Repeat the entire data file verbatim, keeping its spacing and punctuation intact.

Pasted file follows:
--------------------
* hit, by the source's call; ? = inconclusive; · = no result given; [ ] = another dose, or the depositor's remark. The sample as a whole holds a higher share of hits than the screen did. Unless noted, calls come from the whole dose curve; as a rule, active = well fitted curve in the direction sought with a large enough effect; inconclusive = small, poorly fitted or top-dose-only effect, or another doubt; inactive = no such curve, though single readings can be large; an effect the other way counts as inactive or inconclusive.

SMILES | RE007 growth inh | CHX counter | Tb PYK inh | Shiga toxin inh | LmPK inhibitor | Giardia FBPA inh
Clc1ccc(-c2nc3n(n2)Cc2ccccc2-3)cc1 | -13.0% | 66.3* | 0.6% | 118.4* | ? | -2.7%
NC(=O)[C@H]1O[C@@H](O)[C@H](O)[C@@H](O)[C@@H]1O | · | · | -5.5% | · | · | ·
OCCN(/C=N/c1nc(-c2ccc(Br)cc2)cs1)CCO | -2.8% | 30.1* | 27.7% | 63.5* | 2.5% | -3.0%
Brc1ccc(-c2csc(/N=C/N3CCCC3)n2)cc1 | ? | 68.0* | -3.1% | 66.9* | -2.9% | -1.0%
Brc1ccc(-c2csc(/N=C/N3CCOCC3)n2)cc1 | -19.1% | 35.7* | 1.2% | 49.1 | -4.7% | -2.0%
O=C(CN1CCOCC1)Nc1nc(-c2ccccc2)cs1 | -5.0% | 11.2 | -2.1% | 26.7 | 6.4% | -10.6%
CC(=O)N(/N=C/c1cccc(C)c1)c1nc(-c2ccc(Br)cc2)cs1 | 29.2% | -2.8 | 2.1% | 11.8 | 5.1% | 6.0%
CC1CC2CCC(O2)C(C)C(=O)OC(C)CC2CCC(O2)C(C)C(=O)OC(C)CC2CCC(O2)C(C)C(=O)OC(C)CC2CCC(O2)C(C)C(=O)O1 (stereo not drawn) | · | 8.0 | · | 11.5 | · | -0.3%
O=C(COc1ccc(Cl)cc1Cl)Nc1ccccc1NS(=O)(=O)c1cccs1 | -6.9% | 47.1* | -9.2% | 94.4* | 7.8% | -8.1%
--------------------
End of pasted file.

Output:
* hit, by the source's call; ? = inconclusive; · = no result given; [ ] = another dose, or the depositor's remark. The sample as a whole holds a higher share of hits than the screen did. Unless noted, calls come from the whole dose curve; as a rule, active = well fitted curve in the direction sought with a large enough effect; inconclusive = small, poorly fitted or top-dose-only effect, or another doubt; inactive = no such curve, though single readings can be large; an effect the other way counts as inactive or inconclusive.

SMILES | RE007 growth inh | CHX counter | Tb PYK inh | Shiga toxin inh | LmPK inhibitor | Giardia FBPA inh
Clc1ccc(-c2nc3n(n2)Cc2ccccc2-3)cc1 | -13.0% | 66.3* | 0.6% | 118.4* | ? | -2.7%
NC(=O)[C@H]1O[C@@H](O)[C@H](O)[C@@H](O)[C@@H]1O | · | · | -5.5% | · | · | ·
OCCN(/C=N/c1nc(-c2ccc(Br)cc2)cs1)CCO | -2.8% | 30.1* | 27.7% | 63.5* | 2.5% | -3.0%
Brc1ccc(-c2csc(/N=C/N3CCCC3)n2)cc1 | ? | 68.0* | -3.1% | 66.9* | -2.9% | -1.0%
Brc1ccc(-c2csc(/N=C/N3CCOCC3)n2)cc1 | -19.1% | 35.7* | 1.2% | 49.1 | -4.7% | -2.0%
O=C(CN1CCOCC1)Nc1nc(-c2ccccc2)cs1 | -5.0% | 11.2 | -2.1% | 26.7 | 6.4% | -10.6%
CC(=O)N(/N=C/c1cccc(C)c1)c1nc(-c2ccc(Br)cc2)cs1 | 29.2% | -2.8 | 2.1% | 11.8 | 5.1% | 6.0%
CC1CC2CCC(O2)C(C)C(=O)OC(C)CC2CCC(O2)C(C)C(=O)OC(C)CC2CCC(O2)C(C)C(=O)OC(C)CC2CCC(O2)C(C)C(=O)O1 (stereo not drawn) | · | 8.0 | · | 11.5 | · | -0.3%
O=C(COc1ccc(Cl)cc1Cl)Nc1ccccc1NS(=O)(=O)c1cccs1 | -6.9% | 47.1* | -9.2% | 94.4* | 7.8% | -8.1%